Sometimes, the simplest things can make me feel so shallow.
Last night, we decided to watch the movie “The Wind That Shakes the Barley.” It’s an Irish movie that was recommended to us before we went to Ireland. I guess that I was hoping for an upbeat, pastoral, pub movie filled with pints of Guinness because the emotionally draining, political dirge that rolled out in front of me was not quite what I was up for as an ending to my weekend.
That is not to say it was not a good movie. It just made me feel shallow, as I kept wishing for a song or two to appear. It follows the course of two brothers through their engagement with the cause for Irish independence in the 1920’s, and it’s not a chipper narrative. If you had any doubts about the brutality of occupied Ireland, this film will take them away. If you wondered how close humans are to becoming that which we most despise, this will show you. If you crave a cup of hot chocolate, made with real milk, cocoa, cinnamon, vanilla, and fresh spearmint, put this movie on, and I’ll probably make it.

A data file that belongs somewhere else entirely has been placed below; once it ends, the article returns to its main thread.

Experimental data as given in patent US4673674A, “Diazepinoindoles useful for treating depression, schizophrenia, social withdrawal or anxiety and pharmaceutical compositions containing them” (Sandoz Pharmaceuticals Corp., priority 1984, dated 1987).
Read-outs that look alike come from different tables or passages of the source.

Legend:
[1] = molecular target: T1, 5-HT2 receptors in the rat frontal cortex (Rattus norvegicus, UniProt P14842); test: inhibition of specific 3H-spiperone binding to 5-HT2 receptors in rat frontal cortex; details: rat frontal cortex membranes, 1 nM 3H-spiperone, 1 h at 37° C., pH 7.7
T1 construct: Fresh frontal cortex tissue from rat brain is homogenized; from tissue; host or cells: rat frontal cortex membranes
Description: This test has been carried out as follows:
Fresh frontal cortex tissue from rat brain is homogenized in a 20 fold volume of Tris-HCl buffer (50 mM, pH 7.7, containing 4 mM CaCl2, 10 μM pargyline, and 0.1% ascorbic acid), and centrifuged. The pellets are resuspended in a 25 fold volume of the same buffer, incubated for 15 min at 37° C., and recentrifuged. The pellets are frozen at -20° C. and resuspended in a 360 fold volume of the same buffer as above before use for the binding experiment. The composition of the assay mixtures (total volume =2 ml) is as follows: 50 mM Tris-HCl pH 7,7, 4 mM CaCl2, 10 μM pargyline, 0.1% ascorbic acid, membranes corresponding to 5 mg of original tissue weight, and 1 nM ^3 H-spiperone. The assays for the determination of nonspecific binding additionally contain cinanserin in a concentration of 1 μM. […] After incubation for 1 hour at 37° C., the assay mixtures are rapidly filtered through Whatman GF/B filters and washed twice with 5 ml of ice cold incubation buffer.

I guess I am glad that I saw it. It must be an effective piece because I am still thinking about it and the issues that it raised. When does a cause take over our lives, including our rational thought? How truly different are we from those who we oppose? Is it only power that differentiates us, and were we to obtain that power, would we act in the same way? Is one quarter cup of cocoa enough for three cups of milk?
I would say that the cause has taken over rational thought when it causes us to no longer see our fellow humans as individuals with feelings as acute as our own; deep down, we are probably not all that different from those we oppose—they feel as deeply about their issues as we do; absolute power corrupts absolutely, and even the most benign of people will find themselves changed by wielding it; and one quarter cup of cocoa is the minimum. Start with organic, locally produced milk from cows who get to wander pastures, use honey instead of sugar, add a little cinnamon, vanilla, and a pinch of salt, and remember that those who cannot remember the past are condemned to repeat it.